PNW Foraging classes/guides.
July 3, 2016 7:21 PM   Subscribe

We're trying to find a human who can teach two adults, and a small child how to find edible things in the northwest.

Ever since he could walk, my son has loved picking berries and other fruits when we go on hikes (and just around the city for that matter). He can spot a blackberry patch from a couple hundred yards away, and despite having some sensory processing problems that typically impede him, he's willing to root around in briar patches and get poked a bunch looking for the goods. One of his first two syllable words was 'forage.' My wife and I think this is fantastic, and while we are somewhat outdoorsy, we don't have a ton of experience getting food aside from the odd chanterelle and morel hunt. We'd like to do more hiking with kid, but he tends to get burnt out after the payoff (for example, if we're going to look at a waterfall, once we get to the waterfall the hike is over, right? the hike back to the car is always fraught) Hikes that don't have a midpoint are usually much easier for him to roll with. We'd like to incorporate a standing goal of 'hunting' for things along the way, or keeping our eyes peeled for really interesting plants regardless of their edibility.

We're trying to find a guide, or a class that is both good for children, and effectively newbie adults, preferably based in Portland, or on the Oregon coast somewhere (we go to the mountains sometime, but we're more coast-oriented most of the time).

We've checked out the Oregon Mycological Society website, but it doesn't appear they offer formal classes (just groups where you can bring your mushrooms to to be identified). While we'd be fine just getting fungi-instruction, we're really looking or something a bit more broad than that to extend into other fruits, flowers and greenery.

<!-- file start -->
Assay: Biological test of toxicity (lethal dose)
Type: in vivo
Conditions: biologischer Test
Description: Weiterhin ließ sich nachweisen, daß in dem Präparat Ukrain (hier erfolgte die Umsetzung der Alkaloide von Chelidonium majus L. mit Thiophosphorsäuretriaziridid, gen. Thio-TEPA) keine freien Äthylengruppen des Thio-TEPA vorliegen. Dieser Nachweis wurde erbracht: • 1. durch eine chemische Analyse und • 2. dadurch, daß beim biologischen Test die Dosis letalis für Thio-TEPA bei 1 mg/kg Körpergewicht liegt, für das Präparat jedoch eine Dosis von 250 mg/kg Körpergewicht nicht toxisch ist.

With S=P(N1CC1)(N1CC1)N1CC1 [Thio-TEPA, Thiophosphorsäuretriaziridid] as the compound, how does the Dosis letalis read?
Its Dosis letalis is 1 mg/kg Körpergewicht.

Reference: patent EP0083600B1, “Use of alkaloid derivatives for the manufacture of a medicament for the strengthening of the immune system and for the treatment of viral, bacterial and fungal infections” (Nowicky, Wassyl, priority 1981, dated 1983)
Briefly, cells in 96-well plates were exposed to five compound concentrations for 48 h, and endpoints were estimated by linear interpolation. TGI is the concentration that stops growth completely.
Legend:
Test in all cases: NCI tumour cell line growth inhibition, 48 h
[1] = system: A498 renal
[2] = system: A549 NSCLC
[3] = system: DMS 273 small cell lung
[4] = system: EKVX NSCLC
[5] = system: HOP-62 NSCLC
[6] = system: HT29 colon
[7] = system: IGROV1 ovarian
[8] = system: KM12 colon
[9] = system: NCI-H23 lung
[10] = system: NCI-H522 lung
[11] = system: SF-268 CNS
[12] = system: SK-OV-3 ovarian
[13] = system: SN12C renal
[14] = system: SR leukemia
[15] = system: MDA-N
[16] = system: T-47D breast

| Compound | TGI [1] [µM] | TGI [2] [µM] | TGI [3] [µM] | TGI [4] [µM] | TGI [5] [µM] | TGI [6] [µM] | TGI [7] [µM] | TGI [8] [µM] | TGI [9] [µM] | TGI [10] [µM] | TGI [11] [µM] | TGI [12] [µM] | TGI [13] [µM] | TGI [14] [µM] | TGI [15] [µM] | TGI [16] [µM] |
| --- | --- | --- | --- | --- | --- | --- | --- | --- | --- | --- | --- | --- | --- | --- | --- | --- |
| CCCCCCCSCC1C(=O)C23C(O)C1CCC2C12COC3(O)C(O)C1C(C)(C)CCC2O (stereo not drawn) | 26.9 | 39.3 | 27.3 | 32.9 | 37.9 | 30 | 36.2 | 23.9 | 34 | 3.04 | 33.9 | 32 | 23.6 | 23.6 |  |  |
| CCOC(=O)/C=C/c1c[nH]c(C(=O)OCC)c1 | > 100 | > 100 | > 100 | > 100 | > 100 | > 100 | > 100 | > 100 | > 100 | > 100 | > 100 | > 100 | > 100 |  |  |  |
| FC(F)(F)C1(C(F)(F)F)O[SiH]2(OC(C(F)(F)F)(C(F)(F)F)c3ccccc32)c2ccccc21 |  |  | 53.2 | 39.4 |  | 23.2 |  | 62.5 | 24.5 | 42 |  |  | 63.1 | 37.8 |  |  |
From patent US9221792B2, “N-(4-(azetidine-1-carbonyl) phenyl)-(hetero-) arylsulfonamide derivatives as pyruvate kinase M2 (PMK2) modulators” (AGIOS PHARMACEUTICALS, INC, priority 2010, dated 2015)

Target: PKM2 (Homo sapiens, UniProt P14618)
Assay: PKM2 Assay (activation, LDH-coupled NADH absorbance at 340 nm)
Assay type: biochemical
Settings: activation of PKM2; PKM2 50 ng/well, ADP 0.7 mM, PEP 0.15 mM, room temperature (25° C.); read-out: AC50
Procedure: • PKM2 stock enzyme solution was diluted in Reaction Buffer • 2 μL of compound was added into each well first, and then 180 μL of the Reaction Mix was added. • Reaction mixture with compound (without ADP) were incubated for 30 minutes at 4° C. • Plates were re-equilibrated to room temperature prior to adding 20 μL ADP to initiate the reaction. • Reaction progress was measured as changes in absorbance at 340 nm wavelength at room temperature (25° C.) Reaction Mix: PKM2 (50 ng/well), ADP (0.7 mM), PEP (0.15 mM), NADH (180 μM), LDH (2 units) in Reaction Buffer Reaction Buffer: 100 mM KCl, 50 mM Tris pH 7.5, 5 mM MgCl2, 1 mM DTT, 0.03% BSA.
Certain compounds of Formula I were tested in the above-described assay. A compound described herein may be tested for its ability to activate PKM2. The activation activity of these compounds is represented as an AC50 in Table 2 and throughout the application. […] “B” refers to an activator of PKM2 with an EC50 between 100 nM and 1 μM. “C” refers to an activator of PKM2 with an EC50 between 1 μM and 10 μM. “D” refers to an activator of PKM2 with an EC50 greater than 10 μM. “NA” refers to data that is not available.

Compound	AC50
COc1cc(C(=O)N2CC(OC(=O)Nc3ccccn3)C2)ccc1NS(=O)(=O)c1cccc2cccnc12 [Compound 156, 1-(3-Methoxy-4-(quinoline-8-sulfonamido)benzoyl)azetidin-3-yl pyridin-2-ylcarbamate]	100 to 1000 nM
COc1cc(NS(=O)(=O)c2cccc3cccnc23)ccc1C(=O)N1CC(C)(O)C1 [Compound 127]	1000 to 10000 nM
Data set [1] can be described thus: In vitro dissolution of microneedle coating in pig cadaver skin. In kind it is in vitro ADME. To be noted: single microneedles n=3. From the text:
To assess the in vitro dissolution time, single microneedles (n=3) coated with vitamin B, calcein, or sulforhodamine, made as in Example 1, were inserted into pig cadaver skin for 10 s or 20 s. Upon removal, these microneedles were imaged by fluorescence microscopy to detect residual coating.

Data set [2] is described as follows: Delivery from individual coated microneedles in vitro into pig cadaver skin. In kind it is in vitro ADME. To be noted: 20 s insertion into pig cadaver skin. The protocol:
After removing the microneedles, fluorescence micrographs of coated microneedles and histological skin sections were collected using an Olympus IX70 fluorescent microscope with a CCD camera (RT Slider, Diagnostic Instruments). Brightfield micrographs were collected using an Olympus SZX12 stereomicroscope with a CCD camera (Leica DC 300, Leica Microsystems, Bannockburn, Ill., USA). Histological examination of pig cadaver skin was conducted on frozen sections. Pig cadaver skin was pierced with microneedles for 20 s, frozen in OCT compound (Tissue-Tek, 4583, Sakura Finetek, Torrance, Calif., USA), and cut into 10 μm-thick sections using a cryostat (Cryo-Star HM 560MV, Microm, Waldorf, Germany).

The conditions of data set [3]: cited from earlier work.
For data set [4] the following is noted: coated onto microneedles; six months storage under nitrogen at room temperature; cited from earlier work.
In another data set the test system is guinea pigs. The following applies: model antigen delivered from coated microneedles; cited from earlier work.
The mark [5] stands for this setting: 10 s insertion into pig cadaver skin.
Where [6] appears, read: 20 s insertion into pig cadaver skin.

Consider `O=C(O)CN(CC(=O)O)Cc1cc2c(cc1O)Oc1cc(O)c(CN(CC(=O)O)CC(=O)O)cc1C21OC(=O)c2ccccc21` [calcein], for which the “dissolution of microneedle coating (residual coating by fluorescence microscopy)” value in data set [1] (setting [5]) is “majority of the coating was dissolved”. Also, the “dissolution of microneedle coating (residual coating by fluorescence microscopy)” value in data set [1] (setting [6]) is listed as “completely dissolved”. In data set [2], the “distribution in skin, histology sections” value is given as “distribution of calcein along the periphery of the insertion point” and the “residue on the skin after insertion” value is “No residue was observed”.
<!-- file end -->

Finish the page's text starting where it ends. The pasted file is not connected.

Books with instruction are also great, but we'd like them to have a pretty solid limit on the PNW, and be ultra-detailed to the point of the author assuming people are starting from scratch.
posted by furnace.heart to Sports, Hobbies, & Recreation (8 answers total) 14 users marked this as a favorite
Langdon Cook is a Seattle foraging expert. He does a number of classes here in Seattle and on the Olympic Peninsula, if you do travel north at all, but also guest lectures at other locations. He doesn't have events listed after this past spring, but I'd keep an eye on his website for updates. His blog has a lot of foraging info, including photos and recipes, and he has a book, too.

The Southwest Washington Mycological Society has workshops and forays for members.

Wild Food Adventures offers numerous workshops in Portland and along the coast, and the organization does individual and group training, as well (look under the "services" tab).
posted by weeyin at 7:41 PM on July 3, 2016 [3 favorites]

Be EXTREMELY CAREFUL collecting mushrooms. PNW forests hosts deathcaps!
posted by Chocolate Pickle at 8:54 PM on July 3, 2016 [2 favorites]

This gentleman wrote many books on the subject of foraging wild edibles.
posted by vrakatar at 9:25 PM on July 3, 2016

I can vouch for this book being pretty much exactly what you want: Pacific Northwest Foraging. Lots of great info. The best part is finding out how many of our common garden weeds are edible!
posted by emyd at 9:26 PM on July 3, 2016

I don't know how old your kid is, but Trackers Northwest has stuff for a range of kid ages and also has a yearlong program that families can join together.

There's a book called Dandelion Hunter about foraging in Portland and the author is going to have a Wild Edible and Medicinal Plants of the Willamette Valley class in September.
posted by hungrytiger at 9:31 PM on July 3, 2016

Up here in Seattle we have Alderleaf Wilderness College, which puts on a lot of courses you might like. I have not attended any of them. There is also a PNW Mushroom ID Facebook group, comments there vary from useful to idiotic, depending on the day.
posted by seasparrow at 10:05 PM on July 3, 2016

I just went to a mushroom hunting 101 class put on by Rachel Box. She might be able to point you to some resources.

Always keep a spare example mushroom of anything you eat, in case you misidentified it.
posted by aniola at 7:58 AM on July 4, 2016

Also you can keep an eye out for mushrooms so you can make spore prints!
posted by aniola at 10:13 PM on July 4, 2016

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